anthony albanese labor
Labor leader Anthony Albanese (Image: AAP/Mick Tsikas)

The traditional narrative about the economic reforms of the 1980s goes something like this: Australia had locked itself into an unsustainable, protectionist mindset dedicated to propping up dying industries like manufacturing that imposed high costs on consumers, diverted investment away from more efficient and productive uses, and condemned Australia to growing impoverishment in an increasingly competitive world.

The Hawke-Keating government cut back protectionism, opened the economy up, deregulated key industries like finance, and pursued a free trade agenda that set Australia up for three decades of uninterrupted economic growth — but at the price of a huge loss of jobs in manufacturing, especially after the early 1990s recession. And it did it by working in cooperation with the union movement.

You’ll find little disagreement with that basic description of events, other than around the edges, from anyone who’s not on the far left or far right. Even the Coalition backs that narrative — though it likes to add in the lie that it supported the reforms, when in fact it bitterly opposed many of the key reforms, and to this day is trying to undo them (think superannuation).

Thirty years later, Australia faces a similar reform challenge — only this time the institutional forces involved are very different.

Australia has locked itself into an unsustainable, protectionist mindset dedicated to propping up a dying industry — fossil fuels — that imposes high costs on consumers, diverts investment away from more efficient and productive uses, and condemns us to growing impoverishment in a highly competitive world.

Each of these statements is demonstrably true. Fossil fuels are dying — ask the premier international fossil fuel body, the International Energy Agency (IEA). According to its current outlook, even without a global commitment to net zero by 2050 and purely on current policy settings, coal-fired and natural gas-fired power will fall dramatically by 2040, because solar PV is “now the cheapest source of electricity in history”.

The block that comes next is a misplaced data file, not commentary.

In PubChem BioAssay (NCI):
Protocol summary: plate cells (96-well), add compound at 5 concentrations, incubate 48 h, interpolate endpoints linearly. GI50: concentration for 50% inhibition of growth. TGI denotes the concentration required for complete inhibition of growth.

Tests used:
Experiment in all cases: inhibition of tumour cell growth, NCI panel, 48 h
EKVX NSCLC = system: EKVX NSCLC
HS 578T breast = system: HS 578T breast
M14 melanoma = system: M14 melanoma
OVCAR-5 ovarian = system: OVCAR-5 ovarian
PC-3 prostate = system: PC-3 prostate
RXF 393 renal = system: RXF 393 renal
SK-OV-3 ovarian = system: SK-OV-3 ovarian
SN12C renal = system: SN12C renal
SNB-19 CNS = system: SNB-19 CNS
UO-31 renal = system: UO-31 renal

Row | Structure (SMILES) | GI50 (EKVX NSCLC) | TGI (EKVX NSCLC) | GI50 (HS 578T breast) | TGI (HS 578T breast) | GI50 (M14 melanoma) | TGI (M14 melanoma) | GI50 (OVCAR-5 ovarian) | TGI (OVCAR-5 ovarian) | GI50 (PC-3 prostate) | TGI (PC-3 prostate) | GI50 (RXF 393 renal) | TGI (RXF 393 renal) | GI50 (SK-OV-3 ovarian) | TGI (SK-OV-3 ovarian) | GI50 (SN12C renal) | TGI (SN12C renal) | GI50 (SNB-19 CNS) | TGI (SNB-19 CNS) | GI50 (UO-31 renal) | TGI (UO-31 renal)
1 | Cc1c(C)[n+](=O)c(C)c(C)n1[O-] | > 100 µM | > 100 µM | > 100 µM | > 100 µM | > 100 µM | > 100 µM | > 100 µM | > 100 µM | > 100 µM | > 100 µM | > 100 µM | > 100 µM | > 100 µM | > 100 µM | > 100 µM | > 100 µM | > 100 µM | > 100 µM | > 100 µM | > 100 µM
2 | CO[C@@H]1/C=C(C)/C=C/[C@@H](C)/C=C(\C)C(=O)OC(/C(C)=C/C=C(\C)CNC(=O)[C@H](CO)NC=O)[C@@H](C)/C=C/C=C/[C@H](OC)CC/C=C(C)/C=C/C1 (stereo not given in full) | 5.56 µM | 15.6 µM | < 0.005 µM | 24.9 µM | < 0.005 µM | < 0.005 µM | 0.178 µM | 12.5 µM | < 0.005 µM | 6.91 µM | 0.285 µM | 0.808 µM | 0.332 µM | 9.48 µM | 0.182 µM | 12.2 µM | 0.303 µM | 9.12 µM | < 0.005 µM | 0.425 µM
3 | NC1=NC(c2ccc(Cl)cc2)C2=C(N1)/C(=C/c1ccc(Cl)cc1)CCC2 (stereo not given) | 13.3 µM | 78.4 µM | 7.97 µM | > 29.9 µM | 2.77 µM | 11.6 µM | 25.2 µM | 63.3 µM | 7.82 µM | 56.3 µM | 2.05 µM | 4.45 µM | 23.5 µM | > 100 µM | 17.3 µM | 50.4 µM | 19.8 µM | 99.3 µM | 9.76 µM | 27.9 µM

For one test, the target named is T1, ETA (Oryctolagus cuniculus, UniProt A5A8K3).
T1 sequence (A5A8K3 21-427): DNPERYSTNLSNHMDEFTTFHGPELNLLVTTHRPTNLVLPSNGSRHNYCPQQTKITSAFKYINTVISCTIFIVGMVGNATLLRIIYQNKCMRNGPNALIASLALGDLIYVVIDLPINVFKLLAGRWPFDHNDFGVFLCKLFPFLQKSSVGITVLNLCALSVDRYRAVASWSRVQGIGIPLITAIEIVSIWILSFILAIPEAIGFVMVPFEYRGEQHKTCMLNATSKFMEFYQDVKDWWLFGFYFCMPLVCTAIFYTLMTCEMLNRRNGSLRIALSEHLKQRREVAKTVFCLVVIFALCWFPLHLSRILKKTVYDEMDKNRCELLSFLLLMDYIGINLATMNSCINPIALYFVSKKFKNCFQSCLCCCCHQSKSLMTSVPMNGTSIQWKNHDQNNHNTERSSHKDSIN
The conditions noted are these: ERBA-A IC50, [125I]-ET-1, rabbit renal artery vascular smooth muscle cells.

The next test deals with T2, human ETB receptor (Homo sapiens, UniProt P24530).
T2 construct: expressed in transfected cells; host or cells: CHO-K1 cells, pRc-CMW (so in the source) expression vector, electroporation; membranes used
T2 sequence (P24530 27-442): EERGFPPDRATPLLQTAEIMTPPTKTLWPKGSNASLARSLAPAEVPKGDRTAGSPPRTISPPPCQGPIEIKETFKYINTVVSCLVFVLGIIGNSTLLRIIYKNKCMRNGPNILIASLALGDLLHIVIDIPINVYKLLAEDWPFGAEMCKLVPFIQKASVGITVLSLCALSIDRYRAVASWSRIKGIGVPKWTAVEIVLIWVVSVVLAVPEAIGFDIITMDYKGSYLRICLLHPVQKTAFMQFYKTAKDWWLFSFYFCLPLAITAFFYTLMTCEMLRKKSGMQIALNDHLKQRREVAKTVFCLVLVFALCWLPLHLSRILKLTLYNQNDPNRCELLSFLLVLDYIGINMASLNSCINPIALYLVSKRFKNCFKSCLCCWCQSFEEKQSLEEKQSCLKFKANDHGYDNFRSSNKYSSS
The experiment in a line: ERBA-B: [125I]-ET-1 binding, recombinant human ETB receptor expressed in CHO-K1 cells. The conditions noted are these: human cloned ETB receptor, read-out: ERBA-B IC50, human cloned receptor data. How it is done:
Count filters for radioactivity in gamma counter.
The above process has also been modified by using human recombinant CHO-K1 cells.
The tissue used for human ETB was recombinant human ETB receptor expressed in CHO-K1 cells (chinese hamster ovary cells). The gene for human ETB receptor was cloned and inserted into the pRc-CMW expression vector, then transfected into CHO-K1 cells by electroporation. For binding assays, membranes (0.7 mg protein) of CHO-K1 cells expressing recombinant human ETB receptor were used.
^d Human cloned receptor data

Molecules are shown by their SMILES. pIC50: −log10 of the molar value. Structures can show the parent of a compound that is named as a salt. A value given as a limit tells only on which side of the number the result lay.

According to the IEA’s pathway to net zero by 2050, coal and gas would fall by one-third as an electricity source by 2030 alone, and fall by half again by 2040 — and that’s assuming an absurdly high take-up of discredited Carbon Capture and Storage.

Fossil fuels will impose higher costs on consumers — the cost of new coal-fired power plants is already so high that even climate denialists and coal fetishists such as Scott Morrison and Angus Taylor are reluctant to countenance building one; the proposed Kurri Kurri gas-fired plant will not, according to experts, lower prices for consumers but instead “displace some private sector investments; disrupt emerging market and technological solutions; and expose taxpayers to risks in a market that governments (sensibly) have moved out of over the past 25 years”.